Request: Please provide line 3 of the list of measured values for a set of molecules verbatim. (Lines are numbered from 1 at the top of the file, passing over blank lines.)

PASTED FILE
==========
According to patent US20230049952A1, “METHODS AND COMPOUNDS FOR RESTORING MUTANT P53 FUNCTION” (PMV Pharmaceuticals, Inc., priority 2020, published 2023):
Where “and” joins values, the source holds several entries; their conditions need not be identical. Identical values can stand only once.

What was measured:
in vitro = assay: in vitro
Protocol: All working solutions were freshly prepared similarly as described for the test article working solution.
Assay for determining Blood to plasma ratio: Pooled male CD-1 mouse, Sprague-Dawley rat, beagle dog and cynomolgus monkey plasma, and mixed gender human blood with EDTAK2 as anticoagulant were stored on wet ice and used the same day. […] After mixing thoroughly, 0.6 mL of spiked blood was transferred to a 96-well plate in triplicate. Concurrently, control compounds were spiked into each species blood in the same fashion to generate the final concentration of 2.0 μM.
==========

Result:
What was measured: